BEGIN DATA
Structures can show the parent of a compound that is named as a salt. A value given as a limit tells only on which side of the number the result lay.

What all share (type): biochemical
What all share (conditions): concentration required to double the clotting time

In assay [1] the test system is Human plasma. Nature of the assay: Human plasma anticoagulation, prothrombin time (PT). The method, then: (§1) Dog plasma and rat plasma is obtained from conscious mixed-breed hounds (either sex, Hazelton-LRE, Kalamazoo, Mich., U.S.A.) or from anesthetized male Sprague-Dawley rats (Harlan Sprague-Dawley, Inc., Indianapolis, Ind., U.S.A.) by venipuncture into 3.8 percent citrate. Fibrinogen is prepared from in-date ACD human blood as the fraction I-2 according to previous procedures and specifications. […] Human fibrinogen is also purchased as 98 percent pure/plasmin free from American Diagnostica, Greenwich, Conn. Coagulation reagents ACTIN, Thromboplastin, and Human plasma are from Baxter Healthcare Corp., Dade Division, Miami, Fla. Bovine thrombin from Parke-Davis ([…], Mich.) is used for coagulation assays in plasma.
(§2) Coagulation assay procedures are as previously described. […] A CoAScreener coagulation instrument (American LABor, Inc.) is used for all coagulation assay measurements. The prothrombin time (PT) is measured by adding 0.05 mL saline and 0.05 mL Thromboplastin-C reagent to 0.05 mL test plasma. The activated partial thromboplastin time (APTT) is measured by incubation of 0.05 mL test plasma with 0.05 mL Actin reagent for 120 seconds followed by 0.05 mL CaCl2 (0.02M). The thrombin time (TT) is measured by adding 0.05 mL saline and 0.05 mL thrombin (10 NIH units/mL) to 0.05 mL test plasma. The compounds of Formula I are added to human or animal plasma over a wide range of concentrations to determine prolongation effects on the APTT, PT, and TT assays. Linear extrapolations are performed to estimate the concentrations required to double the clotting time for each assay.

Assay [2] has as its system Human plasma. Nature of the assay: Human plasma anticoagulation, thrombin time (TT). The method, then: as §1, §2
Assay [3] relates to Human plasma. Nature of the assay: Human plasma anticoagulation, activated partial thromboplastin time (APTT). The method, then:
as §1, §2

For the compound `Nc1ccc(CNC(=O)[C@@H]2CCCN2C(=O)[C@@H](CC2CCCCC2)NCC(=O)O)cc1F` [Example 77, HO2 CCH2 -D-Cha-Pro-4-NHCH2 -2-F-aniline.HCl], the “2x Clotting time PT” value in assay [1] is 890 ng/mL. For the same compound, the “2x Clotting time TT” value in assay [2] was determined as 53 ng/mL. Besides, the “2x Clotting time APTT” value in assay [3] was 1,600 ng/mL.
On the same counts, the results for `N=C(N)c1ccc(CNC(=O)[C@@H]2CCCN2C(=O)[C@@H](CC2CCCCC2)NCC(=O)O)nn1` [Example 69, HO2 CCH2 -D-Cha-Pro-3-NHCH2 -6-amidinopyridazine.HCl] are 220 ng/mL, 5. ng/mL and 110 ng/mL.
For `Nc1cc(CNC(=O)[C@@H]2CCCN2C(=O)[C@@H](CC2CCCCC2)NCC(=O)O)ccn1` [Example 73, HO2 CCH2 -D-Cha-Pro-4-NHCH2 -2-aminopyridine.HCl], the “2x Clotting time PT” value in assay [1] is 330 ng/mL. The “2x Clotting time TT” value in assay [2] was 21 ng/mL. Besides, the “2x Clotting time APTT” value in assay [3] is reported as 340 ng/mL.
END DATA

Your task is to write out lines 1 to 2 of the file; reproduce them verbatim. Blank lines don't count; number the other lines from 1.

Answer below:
Structures can show the parent of a compound that is named as a salt. A value given as a limit tells only on which side of the number the result lay.

What all share (type): biochemical